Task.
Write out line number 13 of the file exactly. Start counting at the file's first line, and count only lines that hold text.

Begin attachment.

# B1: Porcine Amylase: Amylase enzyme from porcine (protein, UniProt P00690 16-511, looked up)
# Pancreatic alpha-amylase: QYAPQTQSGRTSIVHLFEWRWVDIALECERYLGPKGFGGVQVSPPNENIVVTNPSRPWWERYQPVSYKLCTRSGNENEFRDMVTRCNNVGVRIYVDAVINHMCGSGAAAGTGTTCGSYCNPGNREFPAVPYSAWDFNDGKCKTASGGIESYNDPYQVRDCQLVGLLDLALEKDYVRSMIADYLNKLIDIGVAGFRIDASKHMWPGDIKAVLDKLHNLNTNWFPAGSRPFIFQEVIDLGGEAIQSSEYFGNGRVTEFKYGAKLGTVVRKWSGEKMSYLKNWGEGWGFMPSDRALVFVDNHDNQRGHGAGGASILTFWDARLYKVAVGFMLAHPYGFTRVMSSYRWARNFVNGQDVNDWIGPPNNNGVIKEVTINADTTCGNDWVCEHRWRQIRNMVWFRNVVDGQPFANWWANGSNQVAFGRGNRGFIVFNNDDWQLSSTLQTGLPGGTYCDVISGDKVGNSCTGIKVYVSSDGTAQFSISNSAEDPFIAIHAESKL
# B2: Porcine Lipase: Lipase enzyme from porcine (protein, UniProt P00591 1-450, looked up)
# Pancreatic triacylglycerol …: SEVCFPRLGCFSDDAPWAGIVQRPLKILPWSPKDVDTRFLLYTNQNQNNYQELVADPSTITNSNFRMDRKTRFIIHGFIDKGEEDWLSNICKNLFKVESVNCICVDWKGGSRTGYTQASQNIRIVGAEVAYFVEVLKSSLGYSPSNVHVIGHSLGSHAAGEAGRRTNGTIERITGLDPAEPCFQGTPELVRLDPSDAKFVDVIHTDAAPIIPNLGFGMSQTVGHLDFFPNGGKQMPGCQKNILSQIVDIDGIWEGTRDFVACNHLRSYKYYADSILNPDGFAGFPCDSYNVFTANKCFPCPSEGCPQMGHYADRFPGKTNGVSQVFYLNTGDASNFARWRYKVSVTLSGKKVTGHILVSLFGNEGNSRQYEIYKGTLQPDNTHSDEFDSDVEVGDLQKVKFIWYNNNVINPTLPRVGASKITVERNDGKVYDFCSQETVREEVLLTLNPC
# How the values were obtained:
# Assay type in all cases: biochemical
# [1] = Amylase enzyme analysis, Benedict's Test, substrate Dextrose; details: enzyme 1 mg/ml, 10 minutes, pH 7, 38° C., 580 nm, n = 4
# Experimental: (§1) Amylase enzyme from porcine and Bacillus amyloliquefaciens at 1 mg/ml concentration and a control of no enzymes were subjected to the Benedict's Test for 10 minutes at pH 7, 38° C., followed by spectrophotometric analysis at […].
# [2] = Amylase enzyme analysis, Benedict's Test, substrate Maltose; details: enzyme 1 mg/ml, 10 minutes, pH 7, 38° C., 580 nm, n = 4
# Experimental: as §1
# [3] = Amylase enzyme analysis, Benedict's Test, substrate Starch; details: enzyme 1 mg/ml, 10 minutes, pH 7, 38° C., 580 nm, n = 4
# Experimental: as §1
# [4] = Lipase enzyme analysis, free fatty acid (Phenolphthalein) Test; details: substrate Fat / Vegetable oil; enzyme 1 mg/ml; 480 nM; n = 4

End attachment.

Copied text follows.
# [4] = Lipase enzyme analysis, free fatty acid (Phenolphthalein) Test; details: substrate Fat / Vegetable oil; enzyme 1 mg/ml; 480 nM; n = 4